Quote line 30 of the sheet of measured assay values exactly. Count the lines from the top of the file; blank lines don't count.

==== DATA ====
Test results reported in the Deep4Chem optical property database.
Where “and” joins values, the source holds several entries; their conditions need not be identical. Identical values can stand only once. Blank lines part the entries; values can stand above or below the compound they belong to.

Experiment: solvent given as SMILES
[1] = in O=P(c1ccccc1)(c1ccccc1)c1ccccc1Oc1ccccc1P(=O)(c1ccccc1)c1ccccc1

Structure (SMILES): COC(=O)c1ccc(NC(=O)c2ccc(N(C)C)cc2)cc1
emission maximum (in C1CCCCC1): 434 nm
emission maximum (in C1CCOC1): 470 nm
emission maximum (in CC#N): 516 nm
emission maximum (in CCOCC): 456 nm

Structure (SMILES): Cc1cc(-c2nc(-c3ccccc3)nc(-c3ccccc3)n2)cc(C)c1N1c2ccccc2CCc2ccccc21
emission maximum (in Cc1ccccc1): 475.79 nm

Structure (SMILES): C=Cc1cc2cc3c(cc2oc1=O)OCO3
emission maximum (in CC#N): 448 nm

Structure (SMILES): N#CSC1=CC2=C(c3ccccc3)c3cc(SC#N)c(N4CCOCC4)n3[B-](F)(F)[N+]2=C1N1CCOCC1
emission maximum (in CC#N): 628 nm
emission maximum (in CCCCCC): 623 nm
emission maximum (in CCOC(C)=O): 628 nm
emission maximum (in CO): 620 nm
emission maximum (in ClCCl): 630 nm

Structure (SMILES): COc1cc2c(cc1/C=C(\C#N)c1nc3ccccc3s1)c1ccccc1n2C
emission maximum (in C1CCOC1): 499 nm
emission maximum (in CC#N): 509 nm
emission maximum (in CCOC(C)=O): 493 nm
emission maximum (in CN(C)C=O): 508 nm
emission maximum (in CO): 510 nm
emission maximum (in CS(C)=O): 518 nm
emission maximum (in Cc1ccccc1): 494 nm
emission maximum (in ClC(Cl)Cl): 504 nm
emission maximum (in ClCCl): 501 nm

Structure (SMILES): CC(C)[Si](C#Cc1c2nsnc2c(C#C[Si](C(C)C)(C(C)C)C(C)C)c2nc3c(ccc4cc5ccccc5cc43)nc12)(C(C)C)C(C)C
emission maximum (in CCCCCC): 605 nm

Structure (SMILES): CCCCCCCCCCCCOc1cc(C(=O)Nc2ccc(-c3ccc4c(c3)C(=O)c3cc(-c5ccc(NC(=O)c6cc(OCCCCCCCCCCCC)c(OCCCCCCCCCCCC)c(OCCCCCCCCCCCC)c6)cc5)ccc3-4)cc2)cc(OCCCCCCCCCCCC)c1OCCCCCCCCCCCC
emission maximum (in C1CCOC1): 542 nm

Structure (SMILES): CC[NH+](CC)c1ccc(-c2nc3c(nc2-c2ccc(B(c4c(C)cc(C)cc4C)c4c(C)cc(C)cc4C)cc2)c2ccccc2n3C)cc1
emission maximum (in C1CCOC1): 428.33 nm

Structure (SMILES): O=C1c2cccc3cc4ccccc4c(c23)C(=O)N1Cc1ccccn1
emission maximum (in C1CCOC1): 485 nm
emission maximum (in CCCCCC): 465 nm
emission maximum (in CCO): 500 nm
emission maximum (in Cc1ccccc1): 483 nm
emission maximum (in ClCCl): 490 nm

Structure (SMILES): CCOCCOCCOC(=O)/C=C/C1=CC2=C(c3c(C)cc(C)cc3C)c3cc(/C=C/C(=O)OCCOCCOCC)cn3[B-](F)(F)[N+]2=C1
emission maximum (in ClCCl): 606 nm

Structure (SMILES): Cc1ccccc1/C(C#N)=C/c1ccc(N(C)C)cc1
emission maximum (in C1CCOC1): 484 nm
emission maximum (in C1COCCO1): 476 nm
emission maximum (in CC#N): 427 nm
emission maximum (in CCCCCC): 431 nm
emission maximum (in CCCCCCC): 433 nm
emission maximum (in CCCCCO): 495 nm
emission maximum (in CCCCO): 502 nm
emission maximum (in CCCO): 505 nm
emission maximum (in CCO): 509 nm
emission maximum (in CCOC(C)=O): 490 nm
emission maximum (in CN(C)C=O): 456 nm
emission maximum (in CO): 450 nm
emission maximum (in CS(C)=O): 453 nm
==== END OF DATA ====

Structure (SMILES): CC(C)[Si](C#Cc1c2nsnc2c(C#C[Si](C(C)C)(C(C)C)C(C)C)c2nc3c(ccc4cc5ccccc5cc43)nc12)(C(C)C)C(C)C